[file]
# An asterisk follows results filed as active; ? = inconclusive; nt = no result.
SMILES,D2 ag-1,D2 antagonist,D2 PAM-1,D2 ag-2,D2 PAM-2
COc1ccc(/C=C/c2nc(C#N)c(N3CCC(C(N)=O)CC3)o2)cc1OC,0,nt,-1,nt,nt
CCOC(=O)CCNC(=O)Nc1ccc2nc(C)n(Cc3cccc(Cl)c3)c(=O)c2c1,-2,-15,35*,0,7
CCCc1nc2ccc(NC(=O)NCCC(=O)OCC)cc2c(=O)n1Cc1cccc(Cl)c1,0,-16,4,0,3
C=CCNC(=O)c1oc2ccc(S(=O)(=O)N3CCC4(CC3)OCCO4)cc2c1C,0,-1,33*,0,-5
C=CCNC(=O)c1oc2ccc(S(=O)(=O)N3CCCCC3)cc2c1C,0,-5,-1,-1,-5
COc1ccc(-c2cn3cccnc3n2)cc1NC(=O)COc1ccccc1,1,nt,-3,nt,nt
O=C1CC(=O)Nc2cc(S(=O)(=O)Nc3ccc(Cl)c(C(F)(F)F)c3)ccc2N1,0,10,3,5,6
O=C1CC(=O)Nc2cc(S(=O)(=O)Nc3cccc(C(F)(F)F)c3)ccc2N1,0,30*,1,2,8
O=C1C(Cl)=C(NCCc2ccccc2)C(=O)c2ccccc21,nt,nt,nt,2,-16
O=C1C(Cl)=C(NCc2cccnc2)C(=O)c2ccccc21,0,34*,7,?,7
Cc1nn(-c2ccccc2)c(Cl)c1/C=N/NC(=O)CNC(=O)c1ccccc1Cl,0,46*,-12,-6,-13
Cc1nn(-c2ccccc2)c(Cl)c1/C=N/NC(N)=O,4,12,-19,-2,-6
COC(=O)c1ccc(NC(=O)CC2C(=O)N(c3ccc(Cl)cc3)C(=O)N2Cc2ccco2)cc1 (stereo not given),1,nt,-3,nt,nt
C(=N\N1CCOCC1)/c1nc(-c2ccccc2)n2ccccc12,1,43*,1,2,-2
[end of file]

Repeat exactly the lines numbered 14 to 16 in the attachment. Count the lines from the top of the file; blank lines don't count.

Cc1nn(-c2ccccc2)c(Cl)c1/C=N/NC(N)=O,4,12,-19,-2,-6
COC(=O)c1ccc(NC(=O)CC2C(=O)N(c3ccc(Cl)cc3)C(=O)N2Cc2ccco2)cc1 (stereo not given),1,nt,-3,nt,nt
C(=N\N1CCOCC1)/c1nc(-c2ccccc2)n2ccccc12,1,43*,1,2,-2